Douglass achieved Fame on both sides of the Atlantic after the publication of his Book in 1845 , selling out the first run in just a few months and ultimately tens of thousands in the years prior to the American Civil War.
The video below details scholarly accounts into his Book and the Impact it had in his day and beyond.
One of the major themes of Douglass visits to Scotland was to lobby against the newly set-up Free Church of Scotland
The new Church set about gaining new sources of funds including a major campaign to raise money in the US , mostly from Slavery supporting congregations in the Deep South , Douglass campaigned vigourously using the slogan "send the money back" as this speech in Dundee records:
In the video below James Earl Jones reads an extract from a Douglass speech capturing the charisma , passion,content and power of delivery which captivated so much of the audience of the time.
"Dr. Chalmers, the eloquent Scotch divine, having been appealed to by the members of the Free Church of Scotland, on the subject of receiving contributions from churches in the slave states of America, to say whether religious fellowship could consistently be extended to slaveholding churches, the Doctor repudiates the spirit that would narrow the sphere of Christian union, and says, that the refusal of such fellowship would be 'most unjustifiable.'" Fellowship with slaveholders! (continued Mr. D.)— refuse fellowship with man-stealers, woman-whippers, cradle-robbers, and plunderers!—to refuse Christian fellowship with such would be "most unjustifiable." (Applause.) Did they think Dr. Chalmers would ever have said this, if, like him, he had had four sisters and one brother in bondage? (Cheers, and cries of "No.") Would this paper have eulogised George Thompson or William Lloyd Garrison, or any other eminent abolitionist? (No, no!) Well, the slaves run away—the bloodhound has not been able to follow their tracks, and the paper which eulogises Dr. Chalmers thus advertises the fugitives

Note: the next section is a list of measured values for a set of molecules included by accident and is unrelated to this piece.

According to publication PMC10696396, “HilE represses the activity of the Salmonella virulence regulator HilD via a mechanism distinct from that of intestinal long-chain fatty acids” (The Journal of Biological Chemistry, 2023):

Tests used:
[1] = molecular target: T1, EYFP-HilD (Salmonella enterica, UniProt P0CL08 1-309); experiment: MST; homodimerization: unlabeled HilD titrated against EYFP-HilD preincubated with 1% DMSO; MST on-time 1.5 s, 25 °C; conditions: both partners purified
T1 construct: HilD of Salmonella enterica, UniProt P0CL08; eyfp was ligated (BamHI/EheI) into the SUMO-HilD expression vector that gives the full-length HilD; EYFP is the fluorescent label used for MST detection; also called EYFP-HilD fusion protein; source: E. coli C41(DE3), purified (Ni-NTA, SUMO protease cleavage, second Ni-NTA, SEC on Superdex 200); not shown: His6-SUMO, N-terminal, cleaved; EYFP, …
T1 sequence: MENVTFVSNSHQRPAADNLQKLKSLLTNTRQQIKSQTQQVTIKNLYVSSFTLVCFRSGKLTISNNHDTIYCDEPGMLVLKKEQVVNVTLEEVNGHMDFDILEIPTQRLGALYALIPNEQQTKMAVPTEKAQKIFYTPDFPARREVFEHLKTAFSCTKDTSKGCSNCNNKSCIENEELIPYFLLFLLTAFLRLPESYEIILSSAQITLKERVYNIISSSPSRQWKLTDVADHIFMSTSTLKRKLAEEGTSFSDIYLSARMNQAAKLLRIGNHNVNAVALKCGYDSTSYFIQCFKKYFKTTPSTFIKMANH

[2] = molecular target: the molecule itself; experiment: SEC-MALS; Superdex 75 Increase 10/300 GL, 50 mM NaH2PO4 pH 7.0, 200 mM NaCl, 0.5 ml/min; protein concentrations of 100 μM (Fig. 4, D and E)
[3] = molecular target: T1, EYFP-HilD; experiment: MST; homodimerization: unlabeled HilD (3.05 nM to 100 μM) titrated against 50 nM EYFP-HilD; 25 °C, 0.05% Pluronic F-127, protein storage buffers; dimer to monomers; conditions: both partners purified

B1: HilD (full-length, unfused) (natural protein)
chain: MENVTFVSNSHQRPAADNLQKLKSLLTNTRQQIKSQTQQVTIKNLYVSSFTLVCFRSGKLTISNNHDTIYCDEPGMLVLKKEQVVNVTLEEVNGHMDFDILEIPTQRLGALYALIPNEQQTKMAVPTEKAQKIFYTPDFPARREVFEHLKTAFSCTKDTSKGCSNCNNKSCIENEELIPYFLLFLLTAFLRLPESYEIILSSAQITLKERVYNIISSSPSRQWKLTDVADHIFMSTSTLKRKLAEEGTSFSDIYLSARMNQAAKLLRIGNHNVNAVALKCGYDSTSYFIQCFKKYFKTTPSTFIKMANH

This excellent piece from the Blackpresence website tells more details of the impact of Douglass Tours.
The article also informs of some objections to Douglass within the abolitionist camp like the following quote:
"Clearly, Frederick Douglass had a strong influence on British society, but this did not mean he was universally admired. His exposure of the Free Church and the Evangelical Alliance was criticised in numerous quarters, and several newspapers objected to his conduct, claiming he was “anti-religious” for attacking the Free Church. Furthermore, Douglass was not popular with all British abolitionists. Richard D. Webb, a supporter of the American Antislavery Society praised Douglass’s oratory skills but attacked his character repeatedly during his stay in Britain. And several abolitionists in the Society vilified Douglass’s decision to accept the purchase of his freedom, which was arranged by a family in Newcastle. This was seen as recognition that man could be bought and sold as property. But this purchase ensured the safety of Douglass and his family, and surely, argued Douglass, this ‘transaction’ proved to the world the hypocrisy of the United States – how could a country declare its foundations in liberty when the government legally supported the purchase of men and women?"The US made documentary below tells about the role of Douglass prior and during the American Civil War , including harrowing recollections of the young Frederick watching his Aunt being cruelly whipped by her slavemaster.